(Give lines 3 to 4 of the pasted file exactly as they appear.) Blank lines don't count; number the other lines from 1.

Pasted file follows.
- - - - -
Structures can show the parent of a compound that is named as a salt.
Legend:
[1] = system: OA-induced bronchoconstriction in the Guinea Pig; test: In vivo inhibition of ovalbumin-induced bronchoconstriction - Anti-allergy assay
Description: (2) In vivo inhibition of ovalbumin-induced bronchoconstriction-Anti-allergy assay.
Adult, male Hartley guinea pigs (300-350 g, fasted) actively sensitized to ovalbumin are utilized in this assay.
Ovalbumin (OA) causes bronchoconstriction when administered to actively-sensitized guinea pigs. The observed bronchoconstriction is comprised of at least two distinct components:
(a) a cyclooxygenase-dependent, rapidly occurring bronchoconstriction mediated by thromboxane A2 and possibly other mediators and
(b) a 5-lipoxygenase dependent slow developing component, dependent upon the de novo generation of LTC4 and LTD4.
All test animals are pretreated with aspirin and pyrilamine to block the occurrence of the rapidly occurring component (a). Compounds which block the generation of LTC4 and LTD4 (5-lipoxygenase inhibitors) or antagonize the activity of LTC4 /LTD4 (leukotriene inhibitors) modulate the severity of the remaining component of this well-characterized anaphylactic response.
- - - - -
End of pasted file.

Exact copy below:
[1] = system: OA-induced bronchoconstriction in the Guinea Pig; test: In vivo inhibition of ovalbumin-induced bronchoconstriction - Anti-allergy assay
Description: (2) In vivo inhibition of ovalbumin-induced bronchoconstriction-Anti-allergy assay.